Made by the Jamaican sculptor Basil Watson, it was unveiled in the presence of Prince William and his wife Kate in the hall of Waterloo station, one of the busiest in the United Kingdom, through which thousands of these had passed. migrants, on the occasion of “Windrush Day”, the official day of commemoration instituted in 2018.

It represents a man in Sunday clothes holding his wife by the hand, accompanied by a child looking in another direction, standing on suitcases.

Like Queen Elizabeth II in a written message, the government highlighted the “exceptional contribution” of those thousands of people who came to the United Kingdom between 1948 and 1971 to help rebuild the country after the Second World War, but deprived of rights , or even detained or expelled for lack of the necessary documents.

Wishing to make it “a permanent place of reflection”, he praised their “courage, commitment and tenacity”. He financed it to the tune of one million pounds (more than 1,160,000 euros).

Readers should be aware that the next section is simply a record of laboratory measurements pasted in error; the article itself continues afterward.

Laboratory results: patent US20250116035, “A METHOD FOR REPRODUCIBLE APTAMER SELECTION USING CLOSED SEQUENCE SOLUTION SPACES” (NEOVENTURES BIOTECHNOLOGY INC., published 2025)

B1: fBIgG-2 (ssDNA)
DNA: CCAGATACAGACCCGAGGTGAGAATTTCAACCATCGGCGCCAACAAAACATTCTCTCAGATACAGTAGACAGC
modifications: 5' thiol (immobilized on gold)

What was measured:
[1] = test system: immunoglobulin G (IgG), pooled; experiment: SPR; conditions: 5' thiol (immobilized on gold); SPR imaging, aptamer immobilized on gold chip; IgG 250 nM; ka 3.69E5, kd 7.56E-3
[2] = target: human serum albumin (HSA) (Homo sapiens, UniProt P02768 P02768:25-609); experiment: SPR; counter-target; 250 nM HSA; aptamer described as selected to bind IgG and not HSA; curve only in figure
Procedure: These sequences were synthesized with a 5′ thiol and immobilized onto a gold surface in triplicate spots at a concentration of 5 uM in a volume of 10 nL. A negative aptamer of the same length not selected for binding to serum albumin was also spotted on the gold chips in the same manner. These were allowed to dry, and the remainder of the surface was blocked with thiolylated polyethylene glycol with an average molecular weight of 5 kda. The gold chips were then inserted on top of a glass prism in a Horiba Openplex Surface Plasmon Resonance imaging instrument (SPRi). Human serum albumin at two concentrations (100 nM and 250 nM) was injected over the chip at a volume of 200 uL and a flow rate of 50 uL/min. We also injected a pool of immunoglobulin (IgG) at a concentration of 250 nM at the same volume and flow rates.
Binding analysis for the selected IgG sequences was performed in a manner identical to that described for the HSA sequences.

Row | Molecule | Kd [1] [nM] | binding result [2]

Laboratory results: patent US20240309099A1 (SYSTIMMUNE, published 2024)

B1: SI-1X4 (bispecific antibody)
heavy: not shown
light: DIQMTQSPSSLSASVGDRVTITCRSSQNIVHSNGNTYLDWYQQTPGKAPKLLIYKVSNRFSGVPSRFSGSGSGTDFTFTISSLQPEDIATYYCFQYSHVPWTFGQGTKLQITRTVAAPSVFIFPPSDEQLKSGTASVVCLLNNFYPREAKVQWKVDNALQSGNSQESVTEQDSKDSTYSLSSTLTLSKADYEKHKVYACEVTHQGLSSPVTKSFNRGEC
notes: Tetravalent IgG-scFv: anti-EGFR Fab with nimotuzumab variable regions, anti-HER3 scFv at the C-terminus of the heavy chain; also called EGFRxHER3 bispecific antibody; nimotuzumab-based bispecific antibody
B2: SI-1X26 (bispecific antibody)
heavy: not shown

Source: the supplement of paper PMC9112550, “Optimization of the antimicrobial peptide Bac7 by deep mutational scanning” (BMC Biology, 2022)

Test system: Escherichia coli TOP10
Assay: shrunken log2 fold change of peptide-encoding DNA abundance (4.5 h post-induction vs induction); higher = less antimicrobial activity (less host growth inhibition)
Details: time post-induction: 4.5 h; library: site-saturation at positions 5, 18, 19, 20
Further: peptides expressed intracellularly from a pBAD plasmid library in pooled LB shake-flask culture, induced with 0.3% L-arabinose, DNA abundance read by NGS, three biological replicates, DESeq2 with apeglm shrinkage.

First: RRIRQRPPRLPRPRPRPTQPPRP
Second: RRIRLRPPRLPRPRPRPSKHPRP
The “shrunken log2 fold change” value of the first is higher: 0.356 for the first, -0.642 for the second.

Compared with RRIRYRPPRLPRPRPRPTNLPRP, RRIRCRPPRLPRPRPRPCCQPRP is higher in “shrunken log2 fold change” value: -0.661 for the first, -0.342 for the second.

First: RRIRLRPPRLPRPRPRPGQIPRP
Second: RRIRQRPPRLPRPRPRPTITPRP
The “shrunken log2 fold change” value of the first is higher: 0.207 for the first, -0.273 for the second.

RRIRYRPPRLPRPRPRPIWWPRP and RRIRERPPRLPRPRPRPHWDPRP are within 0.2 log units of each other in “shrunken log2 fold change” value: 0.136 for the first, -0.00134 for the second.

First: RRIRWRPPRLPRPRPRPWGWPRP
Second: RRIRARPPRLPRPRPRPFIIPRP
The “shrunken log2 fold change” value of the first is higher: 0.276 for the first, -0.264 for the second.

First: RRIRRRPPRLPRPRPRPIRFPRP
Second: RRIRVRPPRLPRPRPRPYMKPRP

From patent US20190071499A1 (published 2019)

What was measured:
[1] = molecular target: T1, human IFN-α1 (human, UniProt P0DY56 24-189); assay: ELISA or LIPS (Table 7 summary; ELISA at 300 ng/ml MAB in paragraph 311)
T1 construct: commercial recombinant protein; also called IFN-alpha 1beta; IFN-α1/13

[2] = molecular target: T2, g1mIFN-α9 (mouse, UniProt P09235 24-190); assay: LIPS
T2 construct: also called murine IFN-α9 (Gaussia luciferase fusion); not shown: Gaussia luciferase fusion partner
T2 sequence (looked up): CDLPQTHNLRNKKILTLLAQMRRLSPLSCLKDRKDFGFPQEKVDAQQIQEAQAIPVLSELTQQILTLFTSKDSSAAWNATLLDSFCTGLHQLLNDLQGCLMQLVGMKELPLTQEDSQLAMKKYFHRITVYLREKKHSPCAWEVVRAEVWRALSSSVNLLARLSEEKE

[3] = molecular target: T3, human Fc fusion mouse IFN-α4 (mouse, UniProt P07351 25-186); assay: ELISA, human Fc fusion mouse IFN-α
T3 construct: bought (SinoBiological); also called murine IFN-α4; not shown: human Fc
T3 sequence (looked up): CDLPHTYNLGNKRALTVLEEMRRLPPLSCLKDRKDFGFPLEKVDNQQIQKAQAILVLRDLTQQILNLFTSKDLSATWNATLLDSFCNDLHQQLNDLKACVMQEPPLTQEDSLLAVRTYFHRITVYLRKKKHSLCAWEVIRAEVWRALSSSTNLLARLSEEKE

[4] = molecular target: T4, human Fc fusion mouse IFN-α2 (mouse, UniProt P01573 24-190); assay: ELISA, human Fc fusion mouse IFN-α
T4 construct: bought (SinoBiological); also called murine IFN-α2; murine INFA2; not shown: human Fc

The monument pays tribute “to the dreams and aspirations, to the courage and dignity, to the gifts and talents” of these thousands of migrants who arrived with “the hope of contributing to a society which they expected to welcome them in return”, said Basil Watson, whose parents were among them.

The Windrush generation takes its name from the ship Empire Windrush which arrived on June 22, 1948 at the port of Tilbury, about forty kilometers east of London, with hundreds of migrants on board from the Caribbean, mainly from Jamaica, but also Bermuda or British Guiana.

The government announced in 2019 a compensation program for the treatment of these migrants, described by a parliamentary report as “truly shameful”.

More than 100 personalities from the political, religious, sporting, economic and cultural worlds called on Wednesday, in the newspaper The Times, to make Windrush day a “major national event” in 2023, 75 years after the arrival of the Empire Windrush.